A second major distinction of moral judgments is that they can only be made of an agent with the freedom or will to choose. Moral judgments are judgments of certain choices, or potential choices, where the one who chooses is aware that there is a choice, and has the capability to choose. A person who cannot do other than what was done, is not subject to moral judgment. But if a person has the freedom to choose alternatives, then that person's intentional, or unintentional actions or inaction can be subject to moral judgments. This argument is the ethical basis of the "Insanity" defense. The insanity defense argues that the accused cannot be considered guilty because the accused was unable to make a choice of an alternate behavior. The behavior exhibited was "unavoidable". This line of reasoning is never too successful when it is applied to the average human, with an average degree of intelligence. But it is the reason we do not make moral judgments about what a falling tree does on its way down. If the tree happens to kill someone, we don't judge that the tree "ought not to have done that" because the tree had no other alternative. This same logic applies to situations as well where the individual concerned does have some sentience. You don't pass moral judgments on your pet puppy dog or your 2 month old baby, if they piddle on the floor. You realize that they are not capable of choosing some other behavior. But you do judge your 3 year old pet dog or little girl if they piddle on the carpet, because you know that they are bright enough to make the choice, and they have been instructed to know that their particular choice was not a "good" one.

The third important distinction is knowledge. In order to be able to make a choice, you have to be aware that there are alternatives. If your knowledge about your current situation is thin, or your knowledge about how reality behaves is thin, then you might come to the conclusion that there are no better alternatives. You might make a choice that you believe is the correct one, but because your knowledge is thin, you overlook a better one. In such a case, we could make an after-the-fact judgment about what you ought to have done, if you had had better information, but any before-the-fact moral judgment we might make about what you did, has to be based on the knowledge available to you at that time. A person who made the best choice that they could under the information they had at the time, cannot be censured for making a "Bad" choice at that time. And a person who did not know the actual consequences that would result from action or inaction being judged, is also excused from moral censure. We do not censure the players involved in an accidental happenings. It is assumed that the individuals involved could not have anticipated the actual consequences of their actions. What actually happened was "an accident". (This argument does not apply, of course, to the other use of the symbol "accident". An automobile collision, although often called an "accident",is usually not "accidental" in this sense, since it is assumed more or less correctly that the individuals involved in an automobile collision are cognizant of the consequences of poor driving behavior.)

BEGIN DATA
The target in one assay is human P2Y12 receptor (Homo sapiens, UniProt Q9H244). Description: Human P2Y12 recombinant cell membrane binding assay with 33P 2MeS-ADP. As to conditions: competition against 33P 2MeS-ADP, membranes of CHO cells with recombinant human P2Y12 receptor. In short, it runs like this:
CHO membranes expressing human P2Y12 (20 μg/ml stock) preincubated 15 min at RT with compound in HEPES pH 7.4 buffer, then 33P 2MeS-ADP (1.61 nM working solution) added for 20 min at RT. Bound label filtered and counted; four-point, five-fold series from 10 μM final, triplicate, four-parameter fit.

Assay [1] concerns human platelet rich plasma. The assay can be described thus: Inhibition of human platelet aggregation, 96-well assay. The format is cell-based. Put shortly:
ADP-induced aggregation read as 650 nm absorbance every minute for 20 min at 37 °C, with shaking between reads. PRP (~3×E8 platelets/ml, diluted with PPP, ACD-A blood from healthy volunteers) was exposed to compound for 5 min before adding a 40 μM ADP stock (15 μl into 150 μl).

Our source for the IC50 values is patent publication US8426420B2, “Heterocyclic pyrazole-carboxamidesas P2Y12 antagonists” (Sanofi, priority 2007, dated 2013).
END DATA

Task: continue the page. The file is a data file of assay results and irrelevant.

An exception to this principle of knowledge, is if the person involved could "reasonably" be expected to have known or be able to find a better alternative, or to find out the probable consequences of the action or inaction involved. Thus we can say "You ought to have known that . . . . ". (Which is why an automobile "accident" is usually not regarded as "accidental".) The judgment in this case is more a judgment of the behavior choices that resulted in the ignorance in the first place, than a judgment of the particular behaviors that resulted from that ignorance. It is an almost universal moral judgment that individuals "ought" to learn enough about their local portions of Reality that they can make "Good" (i.e. non-ignorance based) behavioral choices most of the time.